OWL writers doing their thing.

How to write a Limerick

Limericks! We’ve all seen them. Scrawled on the bathroom wall, spray-painted on buildings, and even written in dust on my rear windshield. That one was written in loopy, finger-width letters that wiggled in the end. We can only assume the generous author had collapsed into giggles.

There once was a car, colored gray
That never felt soap, sponge nor spray
This tale’s not all true,
For this car was bright blue
but it’s not had a bath to this day.

This window witticism inspired me to write my own limericks on the windows of other people’s cars. The joy I have taken in this finger-dusting pastime must be spread to the public. Read the following instructions to delight and torture your friends and enemies respectively.

BRAINSTORM

Think of a theme. What do you want your limerick to be about? Is this for a greeting card, note to a friend, or just for kicks? If it’s for a friend, I suggest writing one about them.

Example: This limerick is for Bob, so I will write a limerick about Bob.

CHOOSE WISELY

Choose a word, which has many other words that rhyme well with it. Don’t pick orange! Nothing rhymes with orange! Try to get words that have something to do with your subject.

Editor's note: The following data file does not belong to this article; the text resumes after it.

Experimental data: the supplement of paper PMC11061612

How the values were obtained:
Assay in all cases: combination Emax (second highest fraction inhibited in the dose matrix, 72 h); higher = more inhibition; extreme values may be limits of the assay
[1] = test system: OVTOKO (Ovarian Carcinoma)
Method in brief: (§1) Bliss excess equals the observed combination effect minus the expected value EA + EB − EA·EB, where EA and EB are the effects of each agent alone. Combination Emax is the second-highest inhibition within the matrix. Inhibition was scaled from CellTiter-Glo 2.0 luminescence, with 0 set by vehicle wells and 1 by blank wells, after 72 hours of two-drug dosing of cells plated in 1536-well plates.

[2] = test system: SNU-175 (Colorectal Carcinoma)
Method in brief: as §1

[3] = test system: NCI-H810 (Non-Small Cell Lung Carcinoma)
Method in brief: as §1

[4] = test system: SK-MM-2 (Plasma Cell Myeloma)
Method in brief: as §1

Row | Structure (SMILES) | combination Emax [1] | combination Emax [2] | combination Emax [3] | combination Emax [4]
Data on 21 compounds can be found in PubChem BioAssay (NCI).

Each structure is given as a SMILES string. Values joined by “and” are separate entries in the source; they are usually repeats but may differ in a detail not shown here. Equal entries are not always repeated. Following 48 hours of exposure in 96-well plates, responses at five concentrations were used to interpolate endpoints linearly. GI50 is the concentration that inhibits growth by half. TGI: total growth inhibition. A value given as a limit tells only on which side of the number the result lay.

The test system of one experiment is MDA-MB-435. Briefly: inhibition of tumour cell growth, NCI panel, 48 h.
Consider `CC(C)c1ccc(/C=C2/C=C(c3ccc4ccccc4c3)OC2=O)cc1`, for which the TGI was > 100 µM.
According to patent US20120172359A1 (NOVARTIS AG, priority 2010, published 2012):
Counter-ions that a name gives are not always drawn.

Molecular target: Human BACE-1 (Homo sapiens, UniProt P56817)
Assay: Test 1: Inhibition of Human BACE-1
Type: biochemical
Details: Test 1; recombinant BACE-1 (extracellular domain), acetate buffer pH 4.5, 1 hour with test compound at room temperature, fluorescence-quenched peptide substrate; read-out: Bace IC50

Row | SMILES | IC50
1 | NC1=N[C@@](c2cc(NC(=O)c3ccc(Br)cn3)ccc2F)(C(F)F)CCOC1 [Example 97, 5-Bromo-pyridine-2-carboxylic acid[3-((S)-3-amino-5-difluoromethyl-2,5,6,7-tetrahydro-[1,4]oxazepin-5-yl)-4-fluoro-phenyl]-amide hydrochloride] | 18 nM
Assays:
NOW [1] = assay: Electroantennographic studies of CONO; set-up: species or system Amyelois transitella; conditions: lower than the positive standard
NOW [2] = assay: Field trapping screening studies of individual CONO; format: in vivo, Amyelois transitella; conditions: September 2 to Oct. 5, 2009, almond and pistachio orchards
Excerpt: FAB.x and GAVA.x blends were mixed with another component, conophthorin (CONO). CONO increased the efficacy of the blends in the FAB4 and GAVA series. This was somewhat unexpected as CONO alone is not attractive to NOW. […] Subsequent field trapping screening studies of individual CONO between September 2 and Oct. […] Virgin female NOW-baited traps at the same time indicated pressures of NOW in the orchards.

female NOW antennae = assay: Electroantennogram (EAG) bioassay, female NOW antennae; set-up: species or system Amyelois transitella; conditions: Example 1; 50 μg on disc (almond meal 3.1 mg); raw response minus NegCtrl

Example: guy, try, buy, fly, cry

Write as many words down as you can that rhyme with this word. If you have trouble with this, try a rhyming dictionary.

FINESSE

Before we move on, I want to lay out the poem structure for those who are new to writing limericks. The average limerick uses this formula:
A,A,B,B,A. This means that the lines A rhyme with each other, same with B. A typical limerick will have 8 syllables for A, and 6 for B. Here is a classic limerick:

A flea and a fly in a flue
were stuck so what could they do?
Said the flea, “let us fly”
Said the fly, “let us flee”
So they flew through a flaw in the flue.

You can see how the syllables aren’t exactly 8 and 6, but the meter and rhythm still sounds great. Just repeat it to yourself a few times and make adjustments as necessary. This is your poem, so you write it how you want it!

COMPLETION

Now that you have a theme and a word that rhymes, let’s put them together!

Sometimes, if you have a subject, and words that rhyme to match the subject, the story will write itself.

Example:
Bob is an unusual guy
there is nothing that he wouldn’t try
he’d eat bugs and spiders
ride bikes and hang-gliders,
so his insurance rates are quite high.

I think Bob will like it! Try it yourself.

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